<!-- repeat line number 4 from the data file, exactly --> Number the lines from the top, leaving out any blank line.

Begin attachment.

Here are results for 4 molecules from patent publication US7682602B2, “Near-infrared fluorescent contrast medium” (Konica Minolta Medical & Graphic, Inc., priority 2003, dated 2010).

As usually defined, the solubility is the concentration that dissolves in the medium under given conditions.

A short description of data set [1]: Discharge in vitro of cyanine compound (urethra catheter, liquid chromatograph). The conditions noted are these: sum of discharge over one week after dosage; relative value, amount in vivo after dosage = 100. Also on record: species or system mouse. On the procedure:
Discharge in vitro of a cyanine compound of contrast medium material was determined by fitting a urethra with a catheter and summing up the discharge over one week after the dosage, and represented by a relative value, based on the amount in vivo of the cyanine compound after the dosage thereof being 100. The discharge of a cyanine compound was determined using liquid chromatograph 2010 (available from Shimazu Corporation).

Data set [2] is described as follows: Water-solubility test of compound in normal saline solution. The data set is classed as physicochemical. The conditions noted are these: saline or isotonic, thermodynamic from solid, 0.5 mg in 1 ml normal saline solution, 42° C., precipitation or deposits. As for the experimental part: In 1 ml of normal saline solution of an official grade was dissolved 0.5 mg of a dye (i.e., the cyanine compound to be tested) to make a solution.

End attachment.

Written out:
Discharge in vitro of a cyanine compound of contrast medium material was determined by fitting a urethra with a catheter and summing up the discharge over one week after the dosage, and represented by a relative value, based on the amount in vivo of the cyanine compound after the dosage thereof being 100. The discharge of a cyanine compound was determined using liquid chromatograph 2010 (available from Shimazu Corporation).